Two Saudi sisters, who say they fled their own country because of “oppression,” have applied for asylum in Georgia but still feared they could be reached by their family and forced back to Saudi Arabia.
The sisters, Wafa al-Subaie, 25, and Maha al-Subaie, 28, were offered assistance and protection by the Georgian government on April 18 after they plead for help via Twitter. They are currently being held in a shelter in a secret location, Georgian authorities say.
However, the sisters told the Thomson Reuters Foundation on April 19 that they would rather move to another country where Saudi citizens cannot enter without a visa.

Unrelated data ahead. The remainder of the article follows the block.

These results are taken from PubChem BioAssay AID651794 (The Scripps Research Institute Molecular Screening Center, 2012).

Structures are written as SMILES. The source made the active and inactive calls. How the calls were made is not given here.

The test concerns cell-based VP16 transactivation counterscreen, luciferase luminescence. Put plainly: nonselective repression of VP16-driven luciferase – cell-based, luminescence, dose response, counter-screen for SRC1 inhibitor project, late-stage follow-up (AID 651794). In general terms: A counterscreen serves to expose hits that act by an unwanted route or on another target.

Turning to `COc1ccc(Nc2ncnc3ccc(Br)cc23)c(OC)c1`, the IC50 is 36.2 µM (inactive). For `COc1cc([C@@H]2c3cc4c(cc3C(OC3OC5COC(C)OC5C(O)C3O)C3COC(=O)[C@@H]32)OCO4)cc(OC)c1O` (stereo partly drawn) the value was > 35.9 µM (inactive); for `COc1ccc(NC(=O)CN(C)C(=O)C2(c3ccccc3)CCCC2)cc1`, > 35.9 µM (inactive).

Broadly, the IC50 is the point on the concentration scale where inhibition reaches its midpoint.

The sisters told RFE/RL on April 18 that they chose to come Georgia only because Saudis don’t need entry visas to go to the country.
“We don’t know anybody in Georgia, we just decided to come here because there is a visa-free regime...we didn’t have any other option,” the sisters said, adding that they arrived in Georgia from Turkey.
The sisters had made their case for international help on Twitter under the account @GeorgiaSisters, posting video appeals and messages seeking “protection” from the UN refugee agency, UNHCR.
In one message, one of the women said: “We fled oppression from our family.” She claims that her “father and brothers arrived in Georgia and they are looking for us.”
There were no immediate comments from the women’s family.
This is the latest case of Saudi women fleeing the ultraconservative Islamic kingdom, where women need the permission of their male guardian if they want to work, marry, or travel.
In January, a Saudi teen holed up in a Thai airport hotel to escape her family and won asylum in Canada.